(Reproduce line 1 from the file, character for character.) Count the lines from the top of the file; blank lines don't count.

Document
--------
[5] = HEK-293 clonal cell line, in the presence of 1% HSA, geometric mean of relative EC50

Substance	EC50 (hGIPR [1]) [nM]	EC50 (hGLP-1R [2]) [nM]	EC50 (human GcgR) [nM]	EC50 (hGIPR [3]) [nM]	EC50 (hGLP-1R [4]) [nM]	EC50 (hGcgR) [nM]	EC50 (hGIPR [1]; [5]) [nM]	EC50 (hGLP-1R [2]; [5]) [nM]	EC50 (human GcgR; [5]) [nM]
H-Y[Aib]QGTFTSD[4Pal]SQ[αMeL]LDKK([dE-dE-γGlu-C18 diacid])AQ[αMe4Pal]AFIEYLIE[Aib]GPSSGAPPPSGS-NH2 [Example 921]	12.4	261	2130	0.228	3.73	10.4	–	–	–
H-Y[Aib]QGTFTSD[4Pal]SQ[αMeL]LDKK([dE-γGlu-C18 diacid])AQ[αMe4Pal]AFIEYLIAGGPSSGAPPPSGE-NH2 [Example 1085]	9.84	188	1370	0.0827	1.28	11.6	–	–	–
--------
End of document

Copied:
[5] = HEK-293 clonal cell line, in the presence of 1% HSA, geometric mean of relative EC50